located inside the battery compartment. By 40 to 80 PSK31 stations at one time. DigiPan was ham since 1968, he is an avid homebrewer in
connecting your computer’s USB port to an developed as freeware by Howard (Skip) Teller, RF and digital circuits, with a special interest in
KH6TY/4 and Nick Fedoseev, UT2UZ.
inexpensive USB-to-TTL adapter such as 3
PSK-20 Transceiver Kit for PSK31, Small Wonder
DSP and microcontroller applications to QRP,
the CP2102 from SparkFun and plugging the Labs, Dave Benson, K1SWL (ex-NN1G). E-mail: and has co-developed the Micro908 Antenna
CP2101 (or equivalent) into P4, the modem’s email@example.com, Web site: www. Analyzer. He leads the New Jersey QRP and
smallwonderlabs.com the American QRP clubs, and has previously
“Load Software” menu selection will initiate 4
George Heron, N2APB, “Portable PSK” project
the bootload sequence to “burn” the new soft- www.njqrp.org/portablepsk
edited/published QRP Homebrewer magazine
ware into the modem’s controller.9 Then, once 5
Microchip: www.microchip.com. Technical docu- and Homebrewer Magazine.
mentation for the entire line of Microchip micro-
you power-cycle the modem, you’ll be running controllers is available. The MPLAB Integrated
the latest software release containing, for exam- Development Environment, and Student Edition C
ple, a new digital mode, some new I/O capabili- compiler are available for free download.
The AmQRP Club is selling the NUE-PSK Digital
ties, and so on. This is really quite a convenient Modem for $199 (US & Canada) or $219 (DX) as
and powerful capability for the project. a fully assembled and tested unit. (Price includes
shipping. CA residents please add 8.25% sales
tax.) Kits will be offered later this year. To order,
write a check/MO payable to “AmQRP Club” in
Possible Future Enhancements US funds, and send to “The American QRP Club,
Updating the graphics LCD to display 2419 Feather Mae Ct, Forest Hill, MD 21050
current spectral information consumes a USA”. Payment also accepted through PayPal to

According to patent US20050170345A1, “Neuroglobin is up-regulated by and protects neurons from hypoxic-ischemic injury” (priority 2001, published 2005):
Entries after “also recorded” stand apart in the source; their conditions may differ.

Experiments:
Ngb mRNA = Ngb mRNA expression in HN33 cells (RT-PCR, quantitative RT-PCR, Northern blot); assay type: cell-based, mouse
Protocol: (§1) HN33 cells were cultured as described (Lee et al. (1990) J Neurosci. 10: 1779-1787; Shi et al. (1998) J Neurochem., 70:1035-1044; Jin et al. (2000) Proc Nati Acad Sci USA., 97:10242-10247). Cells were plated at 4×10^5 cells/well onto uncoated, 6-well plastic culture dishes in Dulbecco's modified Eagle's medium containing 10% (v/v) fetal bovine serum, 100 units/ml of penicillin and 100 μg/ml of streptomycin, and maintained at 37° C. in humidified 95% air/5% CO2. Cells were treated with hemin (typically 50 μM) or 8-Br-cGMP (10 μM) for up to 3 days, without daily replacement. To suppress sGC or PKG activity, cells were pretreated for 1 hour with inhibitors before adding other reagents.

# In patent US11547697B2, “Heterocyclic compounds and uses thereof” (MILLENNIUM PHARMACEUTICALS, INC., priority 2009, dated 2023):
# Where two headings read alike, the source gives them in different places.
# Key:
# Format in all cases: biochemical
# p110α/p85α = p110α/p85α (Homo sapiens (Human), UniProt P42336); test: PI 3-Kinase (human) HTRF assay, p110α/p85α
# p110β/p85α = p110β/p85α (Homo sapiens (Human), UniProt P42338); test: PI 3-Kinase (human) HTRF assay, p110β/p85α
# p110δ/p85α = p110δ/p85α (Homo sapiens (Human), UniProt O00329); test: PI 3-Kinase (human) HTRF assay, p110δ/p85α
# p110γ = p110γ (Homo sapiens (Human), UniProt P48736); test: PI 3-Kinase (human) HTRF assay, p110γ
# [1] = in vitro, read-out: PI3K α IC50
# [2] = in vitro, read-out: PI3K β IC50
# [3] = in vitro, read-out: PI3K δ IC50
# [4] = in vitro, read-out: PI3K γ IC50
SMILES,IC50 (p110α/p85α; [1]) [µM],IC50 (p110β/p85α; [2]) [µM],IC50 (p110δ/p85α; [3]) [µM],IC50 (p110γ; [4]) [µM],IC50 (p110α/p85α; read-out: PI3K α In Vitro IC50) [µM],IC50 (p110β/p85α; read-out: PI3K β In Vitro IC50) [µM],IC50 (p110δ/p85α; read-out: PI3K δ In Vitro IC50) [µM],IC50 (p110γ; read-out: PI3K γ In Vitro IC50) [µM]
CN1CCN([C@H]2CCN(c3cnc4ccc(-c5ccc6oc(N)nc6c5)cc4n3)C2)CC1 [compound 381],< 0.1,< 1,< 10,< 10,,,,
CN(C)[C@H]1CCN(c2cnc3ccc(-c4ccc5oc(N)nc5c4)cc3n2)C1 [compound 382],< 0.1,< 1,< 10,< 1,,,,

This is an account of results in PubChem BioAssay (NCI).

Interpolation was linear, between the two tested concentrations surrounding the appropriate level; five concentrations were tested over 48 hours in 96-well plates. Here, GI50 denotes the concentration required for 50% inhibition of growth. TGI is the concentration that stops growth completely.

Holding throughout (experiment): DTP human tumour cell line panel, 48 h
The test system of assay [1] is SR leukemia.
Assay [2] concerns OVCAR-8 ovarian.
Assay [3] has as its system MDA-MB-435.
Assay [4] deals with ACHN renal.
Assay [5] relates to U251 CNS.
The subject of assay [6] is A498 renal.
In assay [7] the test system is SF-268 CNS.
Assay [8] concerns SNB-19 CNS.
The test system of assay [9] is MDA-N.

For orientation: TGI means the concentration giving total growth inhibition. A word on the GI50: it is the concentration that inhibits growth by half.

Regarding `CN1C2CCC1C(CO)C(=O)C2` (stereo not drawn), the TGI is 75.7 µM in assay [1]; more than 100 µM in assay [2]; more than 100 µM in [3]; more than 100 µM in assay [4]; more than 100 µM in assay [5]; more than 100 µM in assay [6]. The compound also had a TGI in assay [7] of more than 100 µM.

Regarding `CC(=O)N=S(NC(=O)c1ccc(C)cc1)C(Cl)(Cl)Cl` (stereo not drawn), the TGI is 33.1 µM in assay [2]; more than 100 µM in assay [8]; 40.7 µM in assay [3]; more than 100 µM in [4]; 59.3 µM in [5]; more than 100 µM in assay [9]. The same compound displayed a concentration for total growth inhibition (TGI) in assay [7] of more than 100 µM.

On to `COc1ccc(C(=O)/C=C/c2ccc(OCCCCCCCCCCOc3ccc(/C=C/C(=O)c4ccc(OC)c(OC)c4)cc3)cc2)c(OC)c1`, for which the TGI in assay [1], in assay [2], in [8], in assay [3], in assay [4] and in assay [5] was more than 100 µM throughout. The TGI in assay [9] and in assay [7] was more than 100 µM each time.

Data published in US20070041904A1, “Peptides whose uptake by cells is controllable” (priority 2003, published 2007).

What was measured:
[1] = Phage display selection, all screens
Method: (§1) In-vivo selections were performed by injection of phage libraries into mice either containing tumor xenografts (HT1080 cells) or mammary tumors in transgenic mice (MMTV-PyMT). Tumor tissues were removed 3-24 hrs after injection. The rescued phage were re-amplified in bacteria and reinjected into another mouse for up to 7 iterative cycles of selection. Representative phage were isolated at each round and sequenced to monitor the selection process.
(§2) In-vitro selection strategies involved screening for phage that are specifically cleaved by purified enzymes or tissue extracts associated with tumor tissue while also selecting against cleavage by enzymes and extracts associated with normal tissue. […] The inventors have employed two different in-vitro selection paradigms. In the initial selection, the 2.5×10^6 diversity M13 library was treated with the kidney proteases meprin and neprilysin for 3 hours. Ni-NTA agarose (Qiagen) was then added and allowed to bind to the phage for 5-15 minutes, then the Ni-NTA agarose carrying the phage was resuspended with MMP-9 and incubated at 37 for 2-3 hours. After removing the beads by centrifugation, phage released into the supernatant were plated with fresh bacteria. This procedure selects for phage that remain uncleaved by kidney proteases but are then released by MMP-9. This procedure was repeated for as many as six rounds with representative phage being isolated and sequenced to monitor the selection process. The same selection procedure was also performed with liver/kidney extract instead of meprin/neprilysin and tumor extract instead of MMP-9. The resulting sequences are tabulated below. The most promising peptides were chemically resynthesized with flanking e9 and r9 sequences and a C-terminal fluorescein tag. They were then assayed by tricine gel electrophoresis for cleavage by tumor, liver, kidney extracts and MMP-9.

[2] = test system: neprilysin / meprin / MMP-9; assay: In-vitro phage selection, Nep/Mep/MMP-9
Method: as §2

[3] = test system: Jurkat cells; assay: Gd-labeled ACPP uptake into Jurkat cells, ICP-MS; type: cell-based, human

firstname.lastname@example.org. See the NUE-PSK project
considerable fraction of the total processing page for all details, including source code (www.
time. If all LCD display routines were to be amqrp.org/kits/nue-psk). We expect to offer full kits
(all parts plus housing) and partial kits (PCB and
off-loaded to a small microcontroller, there preprogrammed microcontrollers) later in the year.
would be more time available for processing 7
SchmartBoards: www.schmartboard.com See part
faster digital modes, such as PSK63. 202-0011-01 (32-100 pin QFP, 0.5 mm).
Moe Wheatley, AE4JY, “PSKCore,” www.qsl.
Additional dynamic range would be pos- net/ae4jy/. For his source code, download
sible if an external ADC, with 16 to 24 bits, PSKCoresrc.zip. For the full technical specification,
were to be employed. The Austin QRP group download “PSKCore Interface Specification and
Technical Description Ver 1.40”
is currently evaluating ADCs and Codecs that 9
USB “Breakout Board” Interface, SparkFun CP2102,
might be used in this application. www.sparkfun.com/commerce/product_info.
The next logical step in the evolution of php?products_id=198
portable amateur radio digital communication
Other Useful PSK31 Technology References:
is decreased size and increased portability. We Don Urbytes, W8LGV, “A PSK31 Tuning Aid,” QST,
envision someday — perhaps sooner rather Dec 1999, pp 35-37.
than later — having a completely integrated, Steve Ford, WB8IMY, “PSK31 — Has RTTY’s
Replacement Arrived?,” QST, May 1999, pp 41-44.
handheld digital modem and low-power
Steve Ford, WB8IMY, “PSK31 2000,” QST May, 2000,
transceiver. p 42.
Howard “Skip” Teller, KH6TY, and Dave Benson,
NN1G, “A Panoramic Transceiving System for
Conclusions PSK31,” QST, June 2000, pp 31-37.
“On-Air” experience with the NUE-PSK Dave Benson, K1SWL (ex-NN1G), “The NJ Warbler
— a PSK-80 Single Board Transceiver for PSK31,”
Digital Modems has clearly demonstrated the QRP Homebrewer, Summer 2000, pp 15-21.
effectiveness of the design, and its suitability Johan Forrer, KC7WW, “Using the Motorola
for portable digital-mode operations, with an DSP56002EVM for Amateur Radio DSP Projects,”
QEX, Aug 1995, pp 14-20.
attractive, compact, low-power package. It is ARRL Web site collection of PSK31 articles, links,
also a testament to the wonderful design skills literature and products: www.arrl.org/tis/info/
of Moe Wheatley and his PSKcore software psk31.html
engine, as well as to how evolving technology The “Official” Homepage of PSK31 is at aintel.
14 QEX – Mar/Apr 2008